Partnering at the Negotiating Table to Feed the World

By Janeen Madan

At a recent United Nations event about global hunger, held on November 4th, Secretary-General Ban Ki-moon declared partnerships as the key to feeding the world’s hungry.

Initiatives, which foster partnerships at the negotiating table, are an important complement to collaboration on-the-ground. (Photo credit: Bernard Pollack)

Although the number of hungry people worldwide has fallen for the first time in 15 years, this progress is not nearly enough. The global food system is still failing to provide the most basic human right to 925 million people who remain chronically hungry.

But, initiatives such as the High-Level Task Force on Global Food Security, launched by the Secretary-General at the height of the food crisis in April 2008, are championing new approaches. In bringing together governments, civil society organizations and private sector groups, this initiative is helping to build important partnerships to improve food and nutrition security.

In a similar effort, the Committee on World Food Security, a special forum within the UN system, was reformed over the past year to make its representation more inclusive. “Farmers’ organizations, research bodies and civil society groups are not just observers on the Committee – they are active participants. The Committee is building a strategy so that we stay united and effective in the fight against hunger,” the Secretary-General said.

United Against Hunger,” the theme of this year’s World Food Day also embodies a more comprehensive approach. From innovative efforts of local farmers’ groups to successful national school lunch programs, the campaign is recognizing the achievements made in combating hunger at the national, regional and international level.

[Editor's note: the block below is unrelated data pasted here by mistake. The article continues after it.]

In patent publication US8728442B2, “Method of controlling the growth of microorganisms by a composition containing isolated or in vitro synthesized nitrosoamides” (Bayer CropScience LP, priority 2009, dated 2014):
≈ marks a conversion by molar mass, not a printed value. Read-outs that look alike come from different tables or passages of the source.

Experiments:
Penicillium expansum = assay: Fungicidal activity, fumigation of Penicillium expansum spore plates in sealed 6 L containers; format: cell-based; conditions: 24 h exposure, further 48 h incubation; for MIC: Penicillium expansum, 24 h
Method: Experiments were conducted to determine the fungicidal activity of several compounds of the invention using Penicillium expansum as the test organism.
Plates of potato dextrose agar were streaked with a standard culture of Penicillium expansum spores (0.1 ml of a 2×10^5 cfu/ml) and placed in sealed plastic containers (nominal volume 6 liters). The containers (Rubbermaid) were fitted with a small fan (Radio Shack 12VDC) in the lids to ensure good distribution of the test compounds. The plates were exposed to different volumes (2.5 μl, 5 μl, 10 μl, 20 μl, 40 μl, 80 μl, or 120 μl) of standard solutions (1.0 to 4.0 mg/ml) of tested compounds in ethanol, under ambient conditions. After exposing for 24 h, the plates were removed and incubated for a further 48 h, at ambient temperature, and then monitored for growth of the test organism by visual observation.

Such initiatives, which foster partnerships at the negotiating table, are an important complement to collaboration on-the-ground.

In their attempt to address long-term inequalities, these initiatives represent a shift away from temporary solutions. By investing in agriculture and rural development, we can attack the root causes of the problem, noted Joseph Deiss, President of the U.N. General Assembly. Although emergency food assistance for victims of floods and famines is essential, we must invest in agriculture to build sustainable, self-reliant food systems.

At the recent Millennium Development Goals summit in New York, for example, some 60 countries joined together to create the Global Dry Land Alliance. This partnership will focus on the long-term food needs of people in dry-land areas where drought-related famines are frequent. (See also Partnering for Food Security in Dry Land Areas.)

And the key to building a sustainable food system will mean addressing the declining levels of funds being devoted to agricultural development. According to the U.N. Food and Agriculture Organization (FAO), the share of development assistance going to agriculture projects has fallen from 19 percent in 1980 to 3 percent in 2006, and is currently estimated at 6 percent. Jacques Diouf, FAO Director-General, also called on governments of food deficient countries to allocate 10 percent of their national budgets to agricultural development.

Janeen Madan is a research intern with the Nourishing the Planet project.

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